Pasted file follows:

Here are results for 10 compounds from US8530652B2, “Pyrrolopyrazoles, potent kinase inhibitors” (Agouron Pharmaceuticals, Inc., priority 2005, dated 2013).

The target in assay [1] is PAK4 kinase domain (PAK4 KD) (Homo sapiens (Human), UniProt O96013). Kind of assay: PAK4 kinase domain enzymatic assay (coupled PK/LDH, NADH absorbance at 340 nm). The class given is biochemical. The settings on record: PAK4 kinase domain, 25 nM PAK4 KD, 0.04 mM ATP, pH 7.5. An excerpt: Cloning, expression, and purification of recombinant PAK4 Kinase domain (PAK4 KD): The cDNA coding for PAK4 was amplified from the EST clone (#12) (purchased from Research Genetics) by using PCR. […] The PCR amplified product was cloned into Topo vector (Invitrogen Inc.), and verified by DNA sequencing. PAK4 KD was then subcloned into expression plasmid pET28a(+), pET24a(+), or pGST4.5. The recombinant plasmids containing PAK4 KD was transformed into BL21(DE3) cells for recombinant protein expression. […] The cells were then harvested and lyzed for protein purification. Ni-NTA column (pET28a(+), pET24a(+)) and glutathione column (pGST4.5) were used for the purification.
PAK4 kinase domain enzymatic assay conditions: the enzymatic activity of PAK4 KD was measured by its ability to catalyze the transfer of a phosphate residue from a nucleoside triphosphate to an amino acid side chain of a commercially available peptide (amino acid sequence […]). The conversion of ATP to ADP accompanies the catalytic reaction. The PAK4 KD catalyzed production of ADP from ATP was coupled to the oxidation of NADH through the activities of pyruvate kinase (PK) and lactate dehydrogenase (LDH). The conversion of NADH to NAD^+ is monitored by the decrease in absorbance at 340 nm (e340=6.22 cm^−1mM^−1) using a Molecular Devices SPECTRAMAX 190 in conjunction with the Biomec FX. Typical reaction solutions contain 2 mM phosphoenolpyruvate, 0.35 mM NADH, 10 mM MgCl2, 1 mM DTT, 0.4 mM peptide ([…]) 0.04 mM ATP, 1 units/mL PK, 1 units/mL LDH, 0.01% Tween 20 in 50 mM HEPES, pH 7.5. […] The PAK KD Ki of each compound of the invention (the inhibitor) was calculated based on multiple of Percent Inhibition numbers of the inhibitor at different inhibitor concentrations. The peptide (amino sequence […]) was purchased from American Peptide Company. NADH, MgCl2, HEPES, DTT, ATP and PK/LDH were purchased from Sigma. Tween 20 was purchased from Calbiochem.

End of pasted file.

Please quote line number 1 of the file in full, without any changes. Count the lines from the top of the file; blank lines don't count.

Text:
Here are results for 10 compounds from US8530652B2, “Pyrrolopyrazoles, potent kinase inhibitors” (Agouron Pharmaceuticals, Inc., priority 2005, dated 2013).